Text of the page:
Responsible tourism in Catalonia

Refreshingly for Spain, the most hyped element of Catalonia’s tourist development is the lack of it. Tiny enclaves – Salou, Port Aventura, downtown Barcelona – buck the trend, but these are very much exceptions in this wild, largely undiscovered region. Barcelona aside, few visitors to Spain come to Catalonia. And even fewer visitors to Catalonia stray from the coast – into the mountains, foothills, forests or medieval towns. This autonomous region has a fiercely strong sense of identity, and the fact that this has not been watered down with Irish pubs, fish and chip shops and English-speaking resorts makes the Catalan character stronger still.

Tourism here revolves around the great outdoors – explored on foot, bicycle or horseback, meaning that the (often small, family run) tour companies have a vested interest in protecting these precious landscapes. For them, local residents and the handful of tourists, the forests, the mountains and the rugged coast are far more valuable intact.

People & culture

Catalan identity & independence

No matter how little you know about Catalan politics, you will instantly be aware that this region is not “Spain” as you know it. The striped Catalan flag flies proud across every skyline, the strangely accented letters bear no resemblance to Castilian Spanish, and locals speak about what happens “in Spain” as if it were across a distant national border.

Catalonia has been an autonomous region since 1978, but the proud promotion of its language, cuisine and traditions are a fierce response to their prohibition during the 39-year Franco dictatorship. All public sector workers, including teachers and doctors, are legally required to use Catalan alongside Spanish, and residents are keen to enlighten visitors on their desire for full independence, which has only increased since Spain’s financial crisis kicked in. As the wealthiest region in Spain, the economic arguments are as strong as the cultural ones. The animosity towards the rest of Spain can seem aggressive at times, and visitors should be sensitive when getting involved in conversations about politics – which they inevitably will. Two generations of Catalans were denied their identity, and the frustration is still raw.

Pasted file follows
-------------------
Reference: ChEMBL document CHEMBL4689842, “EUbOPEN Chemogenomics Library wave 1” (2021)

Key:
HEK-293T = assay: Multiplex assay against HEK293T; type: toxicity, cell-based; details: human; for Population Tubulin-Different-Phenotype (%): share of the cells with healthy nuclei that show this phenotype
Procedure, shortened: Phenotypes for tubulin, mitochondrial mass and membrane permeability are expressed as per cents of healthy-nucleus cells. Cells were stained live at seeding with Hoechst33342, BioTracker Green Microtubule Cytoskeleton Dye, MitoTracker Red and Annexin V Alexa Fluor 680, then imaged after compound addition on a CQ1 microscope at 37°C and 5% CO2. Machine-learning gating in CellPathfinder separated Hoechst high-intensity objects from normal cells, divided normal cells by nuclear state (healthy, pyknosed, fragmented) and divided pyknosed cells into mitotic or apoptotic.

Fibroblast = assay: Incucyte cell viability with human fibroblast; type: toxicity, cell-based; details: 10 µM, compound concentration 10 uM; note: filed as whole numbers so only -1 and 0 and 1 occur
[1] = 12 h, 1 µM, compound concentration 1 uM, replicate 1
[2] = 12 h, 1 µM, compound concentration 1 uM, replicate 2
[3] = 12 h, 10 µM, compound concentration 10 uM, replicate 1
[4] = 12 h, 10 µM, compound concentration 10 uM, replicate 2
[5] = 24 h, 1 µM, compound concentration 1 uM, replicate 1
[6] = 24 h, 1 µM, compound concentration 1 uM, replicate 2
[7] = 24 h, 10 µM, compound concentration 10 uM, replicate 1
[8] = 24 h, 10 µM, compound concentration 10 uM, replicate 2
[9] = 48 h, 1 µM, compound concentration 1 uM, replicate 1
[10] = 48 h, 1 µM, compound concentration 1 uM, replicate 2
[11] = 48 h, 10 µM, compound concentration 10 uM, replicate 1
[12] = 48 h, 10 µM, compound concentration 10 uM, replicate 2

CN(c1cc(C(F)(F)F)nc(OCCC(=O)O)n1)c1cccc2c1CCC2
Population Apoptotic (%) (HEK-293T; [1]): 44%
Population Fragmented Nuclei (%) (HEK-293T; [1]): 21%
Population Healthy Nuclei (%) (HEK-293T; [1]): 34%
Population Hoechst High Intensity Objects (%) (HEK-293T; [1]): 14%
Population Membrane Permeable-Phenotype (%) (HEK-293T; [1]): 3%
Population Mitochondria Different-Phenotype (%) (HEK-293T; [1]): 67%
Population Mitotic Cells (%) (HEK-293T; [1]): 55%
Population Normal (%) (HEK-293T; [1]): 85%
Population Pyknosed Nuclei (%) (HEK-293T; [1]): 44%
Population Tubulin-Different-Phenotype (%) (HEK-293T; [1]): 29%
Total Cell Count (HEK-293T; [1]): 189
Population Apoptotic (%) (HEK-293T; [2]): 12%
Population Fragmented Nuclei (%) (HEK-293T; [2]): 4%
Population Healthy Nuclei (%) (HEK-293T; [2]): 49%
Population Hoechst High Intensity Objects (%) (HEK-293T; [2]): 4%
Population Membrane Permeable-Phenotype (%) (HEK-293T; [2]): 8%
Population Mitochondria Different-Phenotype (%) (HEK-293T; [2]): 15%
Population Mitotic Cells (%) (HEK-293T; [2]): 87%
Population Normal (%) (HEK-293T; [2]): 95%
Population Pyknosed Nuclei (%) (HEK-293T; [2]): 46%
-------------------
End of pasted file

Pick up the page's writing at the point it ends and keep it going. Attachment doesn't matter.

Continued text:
On 1 October 2017, Catalonia attempted to hold an independence referendum which was not recognised by Spain’s Constitutional Court, and declared illegal. The Catalan parliament approved the referendum, and violent clashes ensued as police forces blocked and shut down polling stations, rubber bullets were fired, voters were hit with batons and fire fighters stood between protesters and riot police as human shields. Over 840 people, including voters, protesters and law enforcers, were injured.

The result was 92 percent in favour of independence, but there was just a 43 percent turnout. In the ensuing weeks, the Catalan government has insisted that it intends to act on the result of the referendum, but there have also been anti-independence rallies said to have drawn anywhere from 350,000 to over 900,000 people. In a story that will be familiar across the UK, families and communities have been divided by the referendum, people on both sides of the debate are shaken by the events, and Spain’s richest region now faces political and economic uncertainty as top banks relocate and companies are reported to be considering following suit. Visitors here would do well to educate themselves – and travel sensitively.

Wildlife & environment